MVC4 Display Modes

A unified and consistent user experience with the various digital apps a group can offer (public website, e-commerce website, mobile online sales, tablets, etc…) is an increasing concern of many large retailers or services companies, so as to effectively brand themselves and leverage a common IT infrastructure.  As the world of back-garden-apps is slowly dying, moving towards a analytics-driven and mobile-driven strategies, it is important to deliver new features to all channels in a safe and consistent manner.

Responsive Design

As a designer or as a developer, having a single unified codebase for mobile, tablet, and desktop websites is really a healthy place to be. The best way to achieve that is to apply a responsive design, where the client-side presentation layer takes care of resizing and re-arranging the layout depending on screen size and resolution (using a combination of JavaScript and CSS ).

Responsive Design - Mobile First

Responsive Design – Mobile First

As the picture above suggests, you should start with designing for the smaller devices, because it is easier to scale up to larger devices than down for smaller screens. As an example, trello.com is a one-page pure JavaScript application. Another good one is the support.skype.com pages. If you read this post on a desktop resize your browser window and you will see.

Centralised Content and Services

A less elaborate technique, but probably more mainstream, is to centralise the management and access to the content (CRM) and transactional data (back-end services e.g. REST or Web API) for your portfolio of digital channels. If you make sure that all apps access the content and business logic in the a consistent way, then it will be easier to provide new products and services without writing a lot of platform specific code.

Centralised Backend Services

Centralised Backend Services

Adaptive Mobile and Desktop Views in HTML5

A problem I recently faced was how to limit code duplication when porting a set of existing HTML5 pages designed for large screen sizes to mobile devices. It was on a ASP.Net stack, with CSHTML views, client-side JavaScript controllers (JQuery and Knockout), and server-side MVC4 Controllers. Because we did not use adaptive design and implementation techniques, we knew that most screens would require a new view. But we wanted to only re-write the code that was absolutely necessary, leaving the JavaScript and MVC4 Controllers unchanged. To achieve that we used a very cool new feature of ASP.Net MVC4 called Display Modes. The idea is simple: based on a condition evaluated at runtime and for each HTTP request, the framework will decide what view to render. For instance, the URL https://internetorder.dominos.com.au will render home/index.html on a Desktop, and home/index.mobile.html on a Mobile. The implementation is based on a global dictionary (the C# term for a hash table) of available display modes that is created when the application starts. Each key is a string that identifies the display mode, e.g. mobile or tablet. That is, it could be left2right and right2left if arabic support is what your are interested in. In my project, we initialised the display modes as follows:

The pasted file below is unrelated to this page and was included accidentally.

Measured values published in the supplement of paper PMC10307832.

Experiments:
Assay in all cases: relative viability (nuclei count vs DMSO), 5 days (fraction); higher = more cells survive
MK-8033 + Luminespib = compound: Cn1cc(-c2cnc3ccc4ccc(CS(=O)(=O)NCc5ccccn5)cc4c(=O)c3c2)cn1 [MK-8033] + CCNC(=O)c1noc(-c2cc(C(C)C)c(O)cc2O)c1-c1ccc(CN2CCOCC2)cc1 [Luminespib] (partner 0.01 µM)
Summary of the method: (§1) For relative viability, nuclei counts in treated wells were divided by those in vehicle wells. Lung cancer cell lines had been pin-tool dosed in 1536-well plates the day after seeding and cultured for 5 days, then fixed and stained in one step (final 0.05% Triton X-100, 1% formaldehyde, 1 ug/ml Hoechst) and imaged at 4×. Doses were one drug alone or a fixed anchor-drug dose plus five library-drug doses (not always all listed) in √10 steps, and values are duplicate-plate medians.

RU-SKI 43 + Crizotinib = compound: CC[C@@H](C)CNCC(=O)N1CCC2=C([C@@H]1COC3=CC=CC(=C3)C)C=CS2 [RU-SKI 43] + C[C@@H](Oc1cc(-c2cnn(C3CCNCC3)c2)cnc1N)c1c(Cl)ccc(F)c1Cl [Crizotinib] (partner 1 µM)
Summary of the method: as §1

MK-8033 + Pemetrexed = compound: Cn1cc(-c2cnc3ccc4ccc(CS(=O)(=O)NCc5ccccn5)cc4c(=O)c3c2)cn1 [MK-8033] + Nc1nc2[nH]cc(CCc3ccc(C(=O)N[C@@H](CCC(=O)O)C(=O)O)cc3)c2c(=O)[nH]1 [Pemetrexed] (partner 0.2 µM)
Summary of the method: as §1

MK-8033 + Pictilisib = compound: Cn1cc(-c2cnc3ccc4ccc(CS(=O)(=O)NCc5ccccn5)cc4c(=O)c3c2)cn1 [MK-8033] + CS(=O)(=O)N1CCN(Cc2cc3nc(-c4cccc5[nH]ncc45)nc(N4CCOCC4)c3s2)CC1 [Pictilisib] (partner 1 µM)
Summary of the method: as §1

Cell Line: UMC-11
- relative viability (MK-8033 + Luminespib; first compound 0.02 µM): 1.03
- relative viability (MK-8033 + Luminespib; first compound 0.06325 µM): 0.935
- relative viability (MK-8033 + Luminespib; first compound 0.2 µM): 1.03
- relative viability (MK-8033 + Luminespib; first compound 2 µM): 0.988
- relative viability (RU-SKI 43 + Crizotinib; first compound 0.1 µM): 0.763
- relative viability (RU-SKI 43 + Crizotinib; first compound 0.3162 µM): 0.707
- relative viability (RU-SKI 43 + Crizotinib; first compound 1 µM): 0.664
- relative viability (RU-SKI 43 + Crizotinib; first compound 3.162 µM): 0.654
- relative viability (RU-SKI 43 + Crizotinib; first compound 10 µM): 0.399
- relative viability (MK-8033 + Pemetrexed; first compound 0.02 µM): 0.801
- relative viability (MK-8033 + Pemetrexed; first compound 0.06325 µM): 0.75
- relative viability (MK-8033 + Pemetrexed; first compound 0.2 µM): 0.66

if ("facebook".Equals(configuration.DomainApplication.Name))
{
      PrependDisplayMode("mobile", context => true);
}
else
{
      PrependDisplayMode("desktop", context => true);
      PrependDisplayMode("mobile", context => 
        context.Request.Browser.IsMobile && 
        context.Request.Browser.IsNotTablet);
}

The first if statement initialises the app pool with an always-on mobile display mode. In our case, it meant that the site was displayed in a Facebook app, for which only the mobile mode was suitable due to some Facebook tabs size restrictions. The second conditional block is more interesting. In non-Facebook mode, we set the display mode to mobile only for mobile devices and not a tablets (Note: we used 51Degrees for user agent detection). Indeed, we wanted to use the desktop views for tablets as we purposely designed them to work on them. Hence, the code above pushes the desktop mode to the top of display modes stack, and then pushes the mobile one, which will therefore be evaluated first when a request comes in. With that in place, the only thing left to do was to re-write any screen that did not display correctly on a mobile. The screen grab below presents some of our project files, showing the desktop views Index.cshtml alongside the mobile ones Index.Mobile.cshtml.

ASP.Net MVC4 desktop and mobile views

ASP.Net MVC4 desktop and mobile views

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